Wednesday, 14 May 2014

Jenner, Phipps and the Smallpox Vaccination

As regular visitors will know, I am often visited by the estimable Doctor James Dillingham of Edinburgh, who takes a leisurely tea in the drawing room whilst regaling me with tales of a medical nature. Since today marks an important anniversary in medical history it is time to take a trip back to Gloucestershire in 1796 where we find a medical gentleman by the name of Edward Jenner hard at work on his research.


Edward Jenner by James Northcote
Edward Jenner by James Northcote

As a boy growing up in Berkeley, Jenner had long been aware of a country tale telling that milkmaids who had been infected with cowpox never fell prey to the virulent disease of smallpox that killed so many in the Georgian era. Cowpox was a skin irritation that was far from fatal and Jenner found himself contemplating how this might be used to protect against smallpox, an infection that proved so deadly amongst children. Vaccinations using cowpox-infected material had been carried out in small numbers in Europe already but the experiments, research and findings had not been collected until Jenner set to work.

Inspiration struck in spring 1796 when milkmaid Sarah Nelmes came to visit the doctor with a rash on her hand, fearing that it might be the dreaded smallpox. Instead, Jenner diagnosed Nelmes with cowpox and asked if he might take a sample of the pus from one of her blisters. She readily agreed and the scraping was taken. Now there was only the matter of finding someone willing to test the theory and for this he enlisted eight year old James Phipps, the son of his gardener.

 Edward Jenner vaccinating James Phipps, a boy of eight, on May 14, 1796 by Gaston Mélingue
 Edward Jenner vaccinating James Phipps, a boy of eight, on May 14, 1796 by Gaston Mélingue

On 14th May 1796 the material taken from Nelmes was introduced into Phipps by way of small cuts on the boy's arms. Once he had exhibited and recovered from the symptoms of cowpox, Jenner variolated the boy, rubbing smallpox-infected material into the same small cuts. No doubt this was a very stressful time for the child and all who cared for him and as the hours ticked by they watched anxiously for any signs of infection. In fact, aside from a few light symptoms of fever, Phipps survived both this vaccination and many subsequent similar experiments. Jenner's theory had been proved and he set to work documenting and publishing his research.

Jenner encountered plenty of opposition to his new method, particularly from those who questioned the morality of using bovine material in humans and the doctors who made a living from variolation and had no interest in vaccination. He was not to be deterred though and became the spokesman for the cowpox method, with the vaccination method first tried on James Phipps eventually becoming the standard treatment to guard against smallpox.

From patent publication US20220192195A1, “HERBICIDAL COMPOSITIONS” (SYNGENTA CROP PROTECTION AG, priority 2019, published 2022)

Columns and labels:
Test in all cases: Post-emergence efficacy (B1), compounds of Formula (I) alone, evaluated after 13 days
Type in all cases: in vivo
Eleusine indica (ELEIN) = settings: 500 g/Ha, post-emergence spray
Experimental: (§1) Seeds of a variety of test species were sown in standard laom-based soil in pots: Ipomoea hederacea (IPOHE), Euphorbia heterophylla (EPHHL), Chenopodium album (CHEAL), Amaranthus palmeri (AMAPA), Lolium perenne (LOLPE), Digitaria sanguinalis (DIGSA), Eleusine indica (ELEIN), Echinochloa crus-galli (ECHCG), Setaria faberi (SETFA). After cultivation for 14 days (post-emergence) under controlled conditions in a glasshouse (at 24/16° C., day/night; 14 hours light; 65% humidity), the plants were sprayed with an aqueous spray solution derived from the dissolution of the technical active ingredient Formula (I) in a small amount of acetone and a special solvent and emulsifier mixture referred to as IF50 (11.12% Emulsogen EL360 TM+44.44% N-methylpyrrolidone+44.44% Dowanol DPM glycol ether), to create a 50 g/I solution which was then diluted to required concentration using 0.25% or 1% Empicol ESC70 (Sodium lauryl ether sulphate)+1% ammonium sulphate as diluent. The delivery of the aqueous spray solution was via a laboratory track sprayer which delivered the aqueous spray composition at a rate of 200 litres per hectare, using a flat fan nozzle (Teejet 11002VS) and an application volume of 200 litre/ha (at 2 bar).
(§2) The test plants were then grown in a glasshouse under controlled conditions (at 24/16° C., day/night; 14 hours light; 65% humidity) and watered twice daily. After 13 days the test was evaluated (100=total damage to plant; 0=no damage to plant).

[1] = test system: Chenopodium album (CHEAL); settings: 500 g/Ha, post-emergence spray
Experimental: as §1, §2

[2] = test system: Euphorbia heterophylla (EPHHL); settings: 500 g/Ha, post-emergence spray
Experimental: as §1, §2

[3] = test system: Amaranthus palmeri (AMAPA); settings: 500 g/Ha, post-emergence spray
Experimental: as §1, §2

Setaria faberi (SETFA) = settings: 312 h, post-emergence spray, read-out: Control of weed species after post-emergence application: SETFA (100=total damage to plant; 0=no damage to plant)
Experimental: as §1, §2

Dr Jenner performing his first vaccination on James Phipps, a boy of age 8. May 14th, 1796 by Ernest Board, 1910
Dr Jenner performing his first vaccination on James Phipps, a boy of age 8. May 14th, 1796 by Ernest Board, 1910
 
Jenner enjoyed plaudits and decoration for his work and in turn he awarded the adult Phipps and his family with a cottage in recognition of the part he had played in this most important series of experiments.

6 comments:

historywriter said...

Thanks for posting. In my novel set in 1860 Pacifi NW, there is an outbreak of smallpox that kills many of the local Coast Salish people and the young son of the MC. In fact, in 1864, such an outbreak killed 60% of the Haida, T'simshian, Tlingit. I read a lot of vacination practice here my area at my time and came to the conclusion that small pox was definitely deadly and the patient suffered greatly. A few years ago, I had the chance to talk to the Infectious decease at the University of Washington Medical School. Small pox is supposed to be gone but back in the 1960s he was working in London when a patient, a recent arrival from Pakistan came to the hospital. No one identified small pox until too late. He was called in to assist. The patient died, infected some members of the staff and killed them. Some in the community were affected too. He said it was a pretty awful disease to get.

Madame Gilflurt said...

Thank you for your comment. It certainly was a dreadful disease and I was shocked to read of the outbreak in London that you were informed of. I know the disease is officially eradicated now but it must have been terrifying to live in a time when it was so widespread.

Mari Christian said...

Bravo Dr Jenner! He was always my hero. But now I must also take the long suffering James Phipps into the pantheon, too.
Thank you, as always, Catherine. Your choices are fascinating.

Catherine Curzon said...

A deserving hero!

Beppie Harrison said...

And to think that smallpox now no longer exists, I think. I'm sure it was down to a very few cases somewhere in Africa, and that was years ago. There are still a few vials of the smallpox germ or virus, whichever it is, protected by high security, and I've read--but not for some time--some worries that terrorists could somehow pilfer some of the vials and loose them on an unprotected public, but I haven't read anything about it recently. I'm old enough so that for my first trips abroad I always had to be vaccinated, and my two adopted daughters had to be vaccinated before they entered the US (one was born in Thailand, one in Chile) in the 70s and neither of them are thrilled by the fact that they bear the vaccination scars, whereas none of their US-born contemporaries do, but I am unsympathetic. Just like a mother . . .

Catherine Curzon said...

Just like a mother, indeed! ;-)